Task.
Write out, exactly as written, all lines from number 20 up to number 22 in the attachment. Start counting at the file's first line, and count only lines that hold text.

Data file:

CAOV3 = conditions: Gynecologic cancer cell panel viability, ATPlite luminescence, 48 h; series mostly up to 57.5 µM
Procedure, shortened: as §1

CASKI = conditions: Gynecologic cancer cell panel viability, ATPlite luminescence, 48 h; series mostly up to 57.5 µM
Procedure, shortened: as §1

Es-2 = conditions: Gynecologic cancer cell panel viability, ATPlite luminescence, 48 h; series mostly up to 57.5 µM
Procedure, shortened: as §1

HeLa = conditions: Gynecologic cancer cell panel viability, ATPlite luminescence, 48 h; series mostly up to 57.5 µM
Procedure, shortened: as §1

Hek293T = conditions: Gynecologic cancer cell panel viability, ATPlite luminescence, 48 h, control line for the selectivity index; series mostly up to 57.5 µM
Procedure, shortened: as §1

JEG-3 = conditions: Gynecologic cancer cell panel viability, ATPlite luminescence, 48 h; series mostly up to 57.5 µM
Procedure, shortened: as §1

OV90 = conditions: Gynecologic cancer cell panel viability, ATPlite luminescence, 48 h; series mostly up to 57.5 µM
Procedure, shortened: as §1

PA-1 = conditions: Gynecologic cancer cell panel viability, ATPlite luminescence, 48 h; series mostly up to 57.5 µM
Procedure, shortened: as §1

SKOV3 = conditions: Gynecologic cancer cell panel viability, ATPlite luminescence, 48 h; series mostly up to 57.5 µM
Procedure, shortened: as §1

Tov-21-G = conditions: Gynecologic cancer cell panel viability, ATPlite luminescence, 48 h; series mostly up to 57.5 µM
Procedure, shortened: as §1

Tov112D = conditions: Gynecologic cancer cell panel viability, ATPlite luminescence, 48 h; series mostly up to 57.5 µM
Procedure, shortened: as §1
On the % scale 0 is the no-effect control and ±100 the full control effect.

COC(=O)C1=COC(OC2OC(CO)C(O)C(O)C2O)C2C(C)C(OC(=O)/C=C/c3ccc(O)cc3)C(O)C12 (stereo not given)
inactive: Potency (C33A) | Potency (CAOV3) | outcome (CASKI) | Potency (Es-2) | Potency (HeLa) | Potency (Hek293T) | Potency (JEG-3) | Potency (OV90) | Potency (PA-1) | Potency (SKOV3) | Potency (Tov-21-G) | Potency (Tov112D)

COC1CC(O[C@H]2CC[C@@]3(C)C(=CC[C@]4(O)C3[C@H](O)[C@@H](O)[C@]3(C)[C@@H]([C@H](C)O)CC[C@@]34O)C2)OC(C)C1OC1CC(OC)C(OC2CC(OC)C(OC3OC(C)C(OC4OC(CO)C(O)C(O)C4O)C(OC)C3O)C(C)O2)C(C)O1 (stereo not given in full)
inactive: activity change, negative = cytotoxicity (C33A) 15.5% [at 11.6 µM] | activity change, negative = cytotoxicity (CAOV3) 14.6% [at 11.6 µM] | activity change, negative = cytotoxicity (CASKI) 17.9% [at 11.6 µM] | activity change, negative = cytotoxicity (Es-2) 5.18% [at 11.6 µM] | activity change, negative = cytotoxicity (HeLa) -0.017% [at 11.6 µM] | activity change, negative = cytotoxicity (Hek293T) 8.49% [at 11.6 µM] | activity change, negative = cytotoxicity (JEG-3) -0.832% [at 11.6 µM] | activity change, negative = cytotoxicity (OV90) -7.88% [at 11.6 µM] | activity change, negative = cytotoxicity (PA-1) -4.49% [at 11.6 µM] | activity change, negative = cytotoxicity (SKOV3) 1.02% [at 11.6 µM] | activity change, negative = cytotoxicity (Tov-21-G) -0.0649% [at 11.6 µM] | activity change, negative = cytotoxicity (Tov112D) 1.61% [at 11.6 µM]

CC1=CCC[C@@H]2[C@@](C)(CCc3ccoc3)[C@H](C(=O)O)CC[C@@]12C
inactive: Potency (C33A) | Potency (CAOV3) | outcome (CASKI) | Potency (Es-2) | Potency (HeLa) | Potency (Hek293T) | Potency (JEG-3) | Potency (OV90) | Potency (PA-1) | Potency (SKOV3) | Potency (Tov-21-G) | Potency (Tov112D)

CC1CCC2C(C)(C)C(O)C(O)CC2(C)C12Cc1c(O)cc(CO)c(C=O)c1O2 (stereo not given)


Procedure, shortened: as §1

Tov112D = conditions: Gynecologic cancer cell panel viability, ATPlite luminescence, 48 h; series mostly up to 57.5 µM
Procedure, shortened: as §1